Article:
The Season is Here: Conference Do’s and Don’ts

Conference season is upon us! With LOEX and ALA coming up, a lot of us are gearing up to travel and/or present at these conferences. Even with school coming to an end, conferences will certainly keep us librarians busy for the months to come.

The first library conference I attended was during my last semester as a library student. I attended Midwinter Chicago 2015 in order to go to the ALA Job Placement Center. The experience was one I remember very well. I was able to attend with some of my library school classmates and was able to have my resume looked at by another librarian. My main goal was preparing myself for the job search, but I do wish that I had networked more. Back then, I was a bit more shy and felt a little uneasy about interacting with people I did not know.

For a lot of you, this is not your first time attending a conference. For others, it is your first time. Everyone has different goals when it comes to attending conferences. It may be for networking, job hunting, committee work, or you might be presenting. While this post is mostly geared towards first-timers, it is my hope that everyone can get something out of this.

  • Let’s begin with the basics, what do I pack? Conferences are usually 3 or 4 days, at the most. You usually do not need much, but if you’re like me, you overpack. No, you do not need 3 pairs of sandals or 3 “going out” dresses. I am still working on my packing skills, but I find that I usually take one pair of jeans, 2 “work” dresses, 2 business casual tops, one pair of flats, and one cardigan.  As soon as I perfect my packing skills, I will let you know.
  • Check the conference website for transportation directions or accommodations. Make sure you make the proper arrangements and know how to arrive at your final location. Do not leave it at the last minute, because you’ll be left scrambling at the airport or bus station (like me).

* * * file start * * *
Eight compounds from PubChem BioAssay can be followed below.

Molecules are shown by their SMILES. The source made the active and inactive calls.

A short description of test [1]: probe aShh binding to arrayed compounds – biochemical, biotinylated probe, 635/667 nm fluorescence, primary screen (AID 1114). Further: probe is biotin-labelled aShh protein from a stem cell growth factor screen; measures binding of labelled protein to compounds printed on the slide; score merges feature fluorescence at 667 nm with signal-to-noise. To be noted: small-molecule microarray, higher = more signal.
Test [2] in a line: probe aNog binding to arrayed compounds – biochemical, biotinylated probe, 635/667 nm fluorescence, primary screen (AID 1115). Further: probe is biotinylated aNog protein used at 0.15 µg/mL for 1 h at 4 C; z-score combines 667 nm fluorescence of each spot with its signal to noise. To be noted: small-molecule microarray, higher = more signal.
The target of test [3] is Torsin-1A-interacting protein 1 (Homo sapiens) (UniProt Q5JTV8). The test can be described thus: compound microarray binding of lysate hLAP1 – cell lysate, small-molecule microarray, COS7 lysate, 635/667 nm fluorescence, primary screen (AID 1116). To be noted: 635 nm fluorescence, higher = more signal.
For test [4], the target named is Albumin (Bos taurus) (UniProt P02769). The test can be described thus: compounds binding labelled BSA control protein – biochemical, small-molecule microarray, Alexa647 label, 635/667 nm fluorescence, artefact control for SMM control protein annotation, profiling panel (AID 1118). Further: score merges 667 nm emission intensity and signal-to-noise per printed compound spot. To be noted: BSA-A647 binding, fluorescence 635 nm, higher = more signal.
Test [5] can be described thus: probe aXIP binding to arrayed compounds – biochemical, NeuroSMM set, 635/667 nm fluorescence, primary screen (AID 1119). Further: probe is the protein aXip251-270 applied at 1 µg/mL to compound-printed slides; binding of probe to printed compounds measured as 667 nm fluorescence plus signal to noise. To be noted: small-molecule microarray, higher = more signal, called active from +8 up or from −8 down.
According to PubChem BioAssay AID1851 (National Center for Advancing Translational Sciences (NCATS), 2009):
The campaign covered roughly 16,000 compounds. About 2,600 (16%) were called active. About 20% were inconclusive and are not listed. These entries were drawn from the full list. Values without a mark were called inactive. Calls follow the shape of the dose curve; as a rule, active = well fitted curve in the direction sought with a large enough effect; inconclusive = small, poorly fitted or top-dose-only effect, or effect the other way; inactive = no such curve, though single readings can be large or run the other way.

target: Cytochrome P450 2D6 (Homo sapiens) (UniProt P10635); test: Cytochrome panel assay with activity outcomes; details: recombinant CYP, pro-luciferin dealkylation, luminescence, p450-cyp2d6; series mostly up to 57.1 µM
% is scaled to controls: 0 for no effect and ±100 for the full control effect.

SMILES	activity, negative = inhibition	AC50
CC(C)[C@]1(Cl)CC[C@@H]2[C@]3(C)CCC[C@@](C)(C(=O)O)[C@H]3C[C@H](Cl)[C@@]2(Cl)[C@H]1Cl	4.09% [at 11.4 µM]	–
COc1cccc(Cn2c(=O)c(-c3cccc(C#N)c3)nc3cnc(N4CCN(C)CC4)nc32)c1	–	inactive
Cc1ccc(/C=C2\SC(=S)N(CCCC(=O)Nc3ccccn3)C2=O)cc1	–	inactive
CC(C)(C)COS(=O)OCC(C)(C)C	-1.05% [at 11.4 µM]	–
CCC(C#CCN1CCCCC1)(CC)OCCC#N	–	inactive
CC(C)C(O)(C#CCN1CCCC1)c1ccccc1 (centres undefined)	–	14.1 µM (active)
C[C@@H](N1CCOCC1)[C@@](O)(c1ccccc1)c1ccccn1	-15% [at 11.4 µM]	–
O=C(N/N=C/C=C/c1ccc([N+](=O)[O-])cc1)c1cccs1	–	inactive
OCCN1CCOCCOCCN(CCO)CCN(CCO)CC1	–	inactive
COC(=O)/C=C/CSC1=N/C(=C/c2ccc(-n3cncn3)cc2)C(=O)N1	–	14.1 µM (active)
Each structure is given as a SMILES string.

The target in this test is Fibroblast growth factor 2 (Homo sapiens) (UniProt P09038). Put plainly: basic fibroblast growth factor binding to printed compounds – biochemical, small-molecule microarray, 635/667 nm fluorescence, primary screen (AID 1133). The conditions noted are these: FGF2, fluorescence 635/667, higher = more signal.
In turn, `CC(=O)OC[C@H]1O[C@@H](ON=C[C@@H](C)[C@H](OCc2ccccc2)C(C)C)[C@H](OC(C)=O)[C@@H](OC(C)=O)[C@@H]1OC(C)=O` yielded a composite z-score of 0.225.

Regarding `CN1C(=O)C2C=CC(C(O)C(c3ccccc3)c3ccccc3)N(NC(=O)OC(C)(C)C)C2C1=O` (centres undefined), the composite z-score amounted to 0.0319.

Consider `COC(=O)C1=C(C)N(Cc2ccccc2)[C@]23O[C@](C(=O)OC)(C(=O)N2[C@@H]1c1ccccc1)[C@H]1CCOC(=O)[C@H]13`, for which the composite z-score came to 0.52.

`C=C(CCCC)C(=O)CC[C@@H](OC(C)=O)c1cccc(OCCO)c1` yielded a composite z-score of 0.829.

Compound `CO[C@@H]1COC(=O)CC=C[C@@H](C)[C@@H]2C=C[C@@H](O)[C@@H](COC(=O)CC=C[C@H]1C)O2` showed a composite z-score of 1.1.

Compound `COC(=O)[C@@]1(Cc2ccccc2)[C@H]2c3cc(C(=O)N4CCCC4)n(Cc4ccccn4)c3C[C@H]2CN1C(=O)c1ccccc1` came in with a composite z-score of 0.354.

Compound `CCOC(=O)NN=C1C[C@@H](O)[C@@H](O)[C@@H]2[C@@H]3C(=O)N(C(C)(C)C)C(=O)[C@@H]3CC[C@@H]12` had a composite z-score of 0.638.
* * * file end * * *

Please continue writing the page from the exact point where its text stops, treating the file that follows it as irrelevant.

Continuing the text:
• Before arriving, research the location. If the conference is in a big city, is there a museum or place that you’d like to visit? My favorite conference places are college campuses. I like to look at a map of where I am staying and also the necessary commodities that may be in the area (like the libraries and the school spirit shop).
  • If you have a tablet, leave the laptop at home. I usually take one overnight bag with me and find that the laptop takes more space than it should.  I am in the process of purchasing an iPad and portable keyboard, so that should alleviate some of the bulkiness.
  • Carry a small tote bag with you. Mine has the following: pen, small notebook, hand sanitizer, cell phone, conference packet/schedule, cell phone charger, water bottle, tissues, and a lot of snacks.
  • Take your own coffee mug. Most conferences tend to have coffee breaks, but I like to use my own mug because one could always use more coffee.
  • If it’s your first time, ask yourself, what is your goal? Is it to go to specific presentations? Is it to network? Is it to research something? Organize your schedule. Before arriving to the conference, have a copy of the schedule and choose which sessions you would like to attend. I find that doing this helps me have a calm and productive conference experience
  • If you attend a conference with friends or colleagues, remember to not only talk to librarians you do not know, but sit with them. Have lunch with a new group and get to know them. Food and new friends, what’s better?
  • Don’t forget those business cards! Always keep a couple handy, not only while you’re at the conference, but during dinners or happy hours.
  • Presentation jitters? Take some time before your presentation and go to your hotel room and practice either by yourself or with a friend. Or just take a couple moments to relax and meditate. 
  • Go to a presentation/workshop that is out of your element. I think we tend to attend presentations that are relevant to our job duties or research, and that’s to be expected. However, I like to go to at least one presentation that has nothing to do with my every day duties or research interests, It’s always enlightening to learn something new.
  • Conferences can be draining, so if you feel tired, rest! As always, to prevent burnout, get some rest the night before or try to pace yourself throughout the conference.

What are your tips for conference success? Share below in the comment section.

 

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